In his view, this would enable a person with an annual household income of $30,000 to enter the market with a 25 percent down payment. With a 10 percent down payment, it would require an annual household income of $31,300.
Taking away the top 20 percent of single-family sales, the average fell from more than $900,000 to $668,000.
"Try and find 12,674 of anything averaging $313,000 in San Francisco, New York, London, Paris—$313,000 average for a condo and $668,000 average for a single-family home is not only in line with local incomes, it takes us out of the most-expensive place race."
Rennie mentioned that at Strathcona Village, his company is marketing a project with 200 homes below $300,000. The starting price is $199,000.
However, he also noted that there are far fewer condos being completed downtown nowadays as opposed to a decade ago. There are just 563 this year and 546 next year in downtown, compared to 2,900 completions in 2005 and 2,800 completions in 2006.
In East Vancouver, there were 749 condos completed last year, and only eight remain unsold.
“There will be 900 completions in Vancouver East for 2014 and 2015 in 19 developments,” Rennie said. “And what is really interesting is that 15 of the 19 developments have less than 60 condominiums.”
Contrast that with an expected annual population increase in the region of 39,000 per year for each of the next 15 years.
Multiple bedrooms sought
He also said that as more families are moving into condominium towers, there's an emerging market for affordable units with small second and third bedrooms.
One of his company surveys revealed that 42 percent said they would rather own a 1,250-square foot condo costing $600,000 in Burnaby than a 1,000 square-foot condo in downtown Vancouver costing $750,000.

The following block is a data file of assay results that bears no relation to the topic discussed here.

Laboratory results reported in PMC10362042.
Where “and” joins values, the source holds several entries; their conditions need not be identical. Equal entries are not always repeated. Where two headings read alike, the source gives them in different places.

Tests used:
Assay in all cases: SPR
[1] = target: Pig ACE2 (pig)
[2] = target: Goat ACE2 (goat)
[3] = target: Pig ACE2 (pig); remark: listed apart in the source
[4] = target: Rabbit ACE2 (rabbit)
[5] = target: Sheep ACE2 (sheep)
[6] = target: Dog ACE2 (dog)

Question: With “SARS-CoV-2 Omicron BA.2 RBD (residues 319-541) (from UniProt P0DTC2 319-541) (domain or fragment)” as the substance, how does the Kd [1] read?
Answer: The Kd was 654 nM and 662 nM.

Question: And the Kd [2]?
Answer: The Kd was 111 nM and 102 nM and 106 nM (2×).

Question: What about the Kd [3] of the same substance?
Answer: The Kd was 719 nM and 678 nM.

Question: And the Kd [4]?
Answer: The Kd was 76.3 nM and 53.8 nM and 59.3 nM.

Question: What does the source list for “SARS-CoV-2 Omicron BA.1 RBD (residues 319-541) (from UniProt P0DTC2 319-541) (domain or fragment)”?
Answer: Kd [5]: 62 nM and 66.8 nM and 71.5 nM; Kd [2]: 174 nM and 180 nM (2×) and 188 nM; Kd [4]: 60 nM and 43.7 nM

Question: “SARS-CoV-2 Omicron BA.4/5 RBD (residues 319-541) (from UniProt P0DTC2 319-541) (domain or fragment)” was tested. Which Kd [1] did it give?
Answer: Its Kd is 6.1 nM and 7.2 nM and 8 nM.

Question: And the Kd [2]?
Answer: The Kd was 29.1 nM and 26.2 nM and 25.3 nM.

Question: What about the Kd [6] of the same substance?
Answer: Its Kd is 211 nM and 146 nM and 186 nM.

"The pattern has previously been that the young family was the anomaly in a condo high-rise,” he said.
Similarly, empty nesters who want to sell their single-family homes are often look for more than one bedroom in new condo developments.
At Wall Financial Corporation's Binning project at UBC, he revealed, most of the one-bedroom units were amalgamated with two-bedroom suites to create 1,700-square-foot three-bedroom apartments with a family room and huge outdoor space.
Rennie also said that Intergulf's Empire project at Cambie Street and West 29th was redesigned to include larger units when the one-bedroom condos weren't selling. The first 16 sales had an average purchase price of $900,000.
He said that there were 101,000 apartments and condominiums in Vancouver in 1991; today, there are more than 160,000.
The number of single-family homes has fallen by 30 percent over the same period.
Meanwhile, the aging of the baby boomers has meant there's a growing number of empty bedrooms. That’s because of the increasing population of older people whose children have moved out.